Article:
Aims We have two aims: (1) to examine the relationship between local population persistence, local abundance and regional occupancy of stream diatoms and (2) to characterize the form of the species–occupancy frequency distribution of stream diatoms.
Location Boreal streams in Finland. There were three spatial extents: (1) across ecoregions in Finland, (2) within ecoregions in Finland, and (3) within a single drainage system in southern Finland.
Methods Diatoms were sampled from stones (epilithon), sediment (epipelon) and aquatic plants (epiphyton) in streams using standardized sampling methods. To assess population persistence, diatom sampling was conducted monthly at four stream sites from June to October. The relationships between local population persistence, local abundance and regional occupancy were examined using correlation analyses.
Results There was a significant positive relationship between local persistence and abundance of diatoms in epilithon, epipelon and epiphyton. Furthermore, local abundance and regional occupancy showed a significant positive relationship at multiple spatial extents; that is, across ecoregions, within ecoregions and within a drainage system. The relationships between occupancy and abundance did not differ appreciably among impacted and near pristine-reference sites. The occupancy–frequency distribution was characterized by a large number of satellite species which occurred at only a few sites, whereas core species that occurred at most sites were virtually absent.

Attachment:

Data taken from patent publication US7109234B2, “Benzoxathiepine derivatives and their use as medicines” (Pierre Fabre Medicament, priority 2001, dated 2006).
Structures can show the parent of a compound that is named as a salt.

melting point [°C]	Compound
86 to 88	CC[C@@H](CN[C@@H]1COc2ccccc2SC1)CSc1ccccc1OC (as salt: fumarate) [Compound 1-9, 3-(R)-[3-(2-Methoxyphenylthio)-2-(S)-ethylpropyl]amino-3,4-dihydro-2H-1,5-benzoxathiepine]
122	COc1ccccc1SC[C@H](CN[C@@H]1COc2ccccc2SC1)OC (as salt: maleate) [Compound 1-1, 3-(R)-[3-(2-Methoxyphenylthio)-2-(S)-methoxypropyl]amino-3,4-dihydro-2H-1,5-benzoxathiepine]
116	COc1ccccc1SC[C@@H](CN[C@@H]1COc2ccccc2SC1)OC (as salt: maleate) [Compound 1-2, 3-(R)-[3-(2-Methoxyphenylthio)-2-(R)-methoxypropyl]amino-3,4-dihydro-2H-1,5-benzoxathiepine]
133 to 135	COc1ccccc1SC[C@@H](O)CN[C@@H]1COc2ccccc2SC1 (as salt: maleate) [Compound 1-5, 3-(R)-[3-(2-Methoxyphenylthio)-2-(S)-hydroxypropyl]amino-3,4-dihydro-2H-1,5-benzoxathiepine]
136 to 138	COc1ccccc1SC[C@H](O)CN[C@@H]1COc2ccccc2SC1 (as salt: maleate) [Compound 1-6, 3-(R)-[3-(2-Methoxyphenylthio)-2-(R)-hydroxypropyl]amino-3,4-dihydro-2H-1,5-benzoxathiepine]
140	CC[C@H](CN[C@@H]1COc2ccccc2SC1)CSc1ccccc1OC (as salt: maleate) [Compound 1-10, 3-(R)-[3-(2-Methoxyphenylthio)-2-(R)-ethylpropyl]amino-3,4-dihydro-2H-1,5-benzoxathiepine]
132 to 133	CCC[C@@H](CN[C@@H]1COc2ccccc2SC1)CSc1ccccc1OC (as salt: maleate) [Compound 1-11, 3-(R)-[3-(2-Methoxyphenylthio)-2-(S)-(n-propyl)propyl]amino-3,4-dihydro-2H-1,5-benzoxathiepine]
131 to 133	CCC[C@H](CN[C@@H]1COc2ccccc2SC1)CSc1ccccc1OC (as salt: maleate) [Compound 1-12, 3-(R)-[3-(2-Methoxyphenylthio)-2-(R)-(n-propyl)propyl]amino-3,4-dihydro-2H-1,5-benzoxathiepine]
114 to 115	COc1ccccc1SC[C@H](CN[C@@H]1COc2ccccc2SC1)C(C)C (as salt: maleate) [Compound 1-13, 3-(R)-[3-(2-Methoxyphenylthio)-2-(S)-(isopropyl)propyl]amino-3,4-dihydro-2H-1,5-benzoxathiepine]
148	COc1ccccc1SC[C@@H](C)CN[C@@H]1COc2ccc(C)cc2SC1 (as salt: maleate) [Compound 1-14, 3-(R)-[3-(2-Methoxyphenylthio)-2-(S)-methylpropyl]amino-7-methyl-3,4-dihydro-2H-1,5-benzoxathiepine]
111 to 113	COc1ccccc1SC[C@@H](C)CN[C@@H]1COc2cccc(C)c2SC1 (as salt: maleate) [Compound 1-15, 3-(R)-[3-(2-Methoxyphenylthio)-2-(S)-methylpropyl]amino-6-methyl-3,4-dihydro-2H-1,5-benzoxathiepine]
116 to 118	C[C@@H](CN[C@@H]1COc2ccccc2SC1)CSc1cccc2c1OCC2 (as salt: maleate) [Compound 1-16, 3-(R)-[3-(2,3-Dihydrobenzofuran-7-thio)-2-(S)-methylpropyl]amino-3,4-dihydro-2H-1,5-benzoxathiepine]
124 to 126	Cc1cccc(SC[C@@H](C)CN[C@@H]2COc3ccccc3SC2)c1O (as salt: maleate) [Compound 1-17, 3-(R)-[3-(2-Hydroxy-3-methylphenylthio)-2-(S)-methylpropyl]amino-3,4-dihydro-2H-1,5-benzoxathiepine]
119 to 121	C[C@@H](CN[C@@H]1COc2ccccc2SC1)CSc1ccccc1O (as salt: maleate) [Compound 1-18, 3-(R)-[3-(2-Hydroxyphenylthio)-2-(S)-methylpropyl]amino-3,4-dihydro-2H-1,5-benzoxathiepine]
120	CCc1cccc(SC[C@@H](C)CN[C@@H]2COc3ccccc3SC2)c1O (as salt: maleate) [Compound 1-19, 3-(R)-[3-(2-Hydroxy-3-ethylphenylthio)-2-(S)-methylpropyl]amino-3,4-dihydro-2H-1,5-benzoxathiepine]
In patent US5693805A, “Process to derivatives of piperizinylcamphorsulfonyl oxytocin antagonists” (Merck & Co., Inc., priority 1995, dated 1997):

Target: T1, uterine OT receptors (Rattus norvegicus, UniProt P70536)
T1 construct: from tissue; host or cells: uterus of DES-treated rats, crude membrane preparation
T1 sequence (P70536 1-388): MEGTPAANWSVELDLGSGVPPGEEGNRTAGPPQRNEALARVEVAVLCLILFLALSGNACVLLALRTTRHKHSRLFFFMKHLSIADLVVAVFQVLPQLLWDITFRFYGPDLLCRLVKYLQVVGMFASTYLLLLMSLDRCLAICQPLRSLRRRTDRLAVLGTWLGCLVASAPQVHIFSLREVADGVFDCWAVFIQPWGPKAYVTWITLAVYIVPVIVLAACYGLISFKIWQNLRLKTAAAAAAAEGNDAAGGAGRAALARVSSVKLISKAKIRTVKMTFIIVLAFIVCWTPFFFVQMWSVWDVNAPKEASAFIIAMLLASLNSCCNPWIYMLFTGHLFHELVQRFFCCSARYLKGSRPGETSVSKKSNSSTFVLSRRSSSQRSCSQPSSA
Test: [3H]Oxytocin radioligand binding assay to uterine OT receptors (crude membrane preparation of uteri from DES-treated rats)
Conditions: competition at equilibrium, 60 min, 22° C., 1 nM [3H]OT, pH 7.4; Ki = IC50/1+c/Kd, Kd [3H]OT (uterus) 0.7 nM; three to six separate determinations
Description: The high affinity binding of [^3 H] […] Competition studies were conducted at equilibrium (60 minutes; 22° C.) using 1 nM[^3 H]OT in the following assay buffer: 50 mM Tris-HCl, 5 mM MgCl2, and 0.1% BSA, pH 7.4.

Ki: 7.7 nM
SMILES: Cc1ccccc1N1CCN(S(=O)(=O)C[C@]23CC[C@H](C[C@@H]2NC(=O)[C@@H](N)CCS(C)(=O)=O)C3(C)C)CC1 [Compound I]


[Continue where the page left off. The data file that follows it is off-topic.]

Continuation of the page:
Main conclusions The positive relationship between local population persistence and abundance suggested that a high local abundance may prevent local extinction or that high persistence is facilitated by a high local cell density. High local persistence and local abundance may also positively affect the degree of regional occupancy in stream diatoms. The results further showed that anthropogenic effects were probably too weak to bias the relationship between occupancy and abundance, or that the effects have already modified the distribution patterns of stream diatoms. The small number of core species in the species–occupancy frequency distribution suggested that the regional distribution patterns of stream diatoms, or perhaps unicellular microbial organisms in general, may not be fundamentally different from those described previously for multicellular organisms, mainly in terrestrial environments, although average global range sizes may differ sharply between these two broad groups of organisms.